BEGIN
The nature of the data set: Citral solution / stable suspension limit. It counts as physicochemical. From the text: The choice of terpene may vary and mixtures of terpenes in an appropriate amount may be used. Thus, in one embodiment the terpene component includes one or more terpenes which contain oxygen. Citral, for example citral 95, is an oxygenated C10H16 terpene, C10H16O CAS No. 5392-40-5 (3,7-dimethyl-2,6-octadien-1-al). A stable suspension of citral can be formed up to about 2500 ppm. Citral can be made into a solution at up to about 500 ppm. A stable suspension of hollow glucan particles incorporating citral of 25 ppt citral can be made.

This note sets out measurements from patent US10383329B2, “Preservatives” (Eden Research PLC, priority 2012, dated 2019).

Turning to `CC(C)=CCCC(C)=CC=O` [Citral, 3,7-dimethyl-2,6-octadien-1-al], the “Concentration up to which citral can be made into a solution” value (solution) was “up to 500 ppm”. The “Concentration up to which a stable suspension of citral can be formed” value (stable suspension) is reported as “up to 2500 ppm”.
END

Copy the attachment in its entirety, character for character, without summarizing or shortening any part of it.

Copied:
The nature of the data set: Citral solution / stable suspension limit. It counts as physicochemical. From the text: The choice of terpene may vary and mixtures of terpenes in an appropriate amount may be used. Thus, in one embodiment the terpene component includes one or more terpenes which contain oxygen. Citral, for example citral 95, is an oxygenated C10H16 terpene, C10H16O CAS No. 5392-40-5 (3,7-dimethyl-2,6-octadien-1-al). A stable suspension of citral can be formed up to about 2500 ppm. Citral can be made into a solution at up to about 500 ppm. A stable suspension of hollow glucan particles incorporating citral of 25 ppt citral can be made.

This note sets out measurements from patent US10383329B2, “Preservatives” (Eden Research PLC, priority 2012, dated 2019).

Turning to `CC(C)=CCCC(C)=CC=O` [Citral, 3,7-dimethyl-2,6-octadien-1-al], the “Concentration up to which citral can be made into a solution” value (solution) was “up to 500 ppm”. The “Concentration up to which a stable suspension of citral can be formed” value (stable suspension) is reported as “up to 2500 ppm”.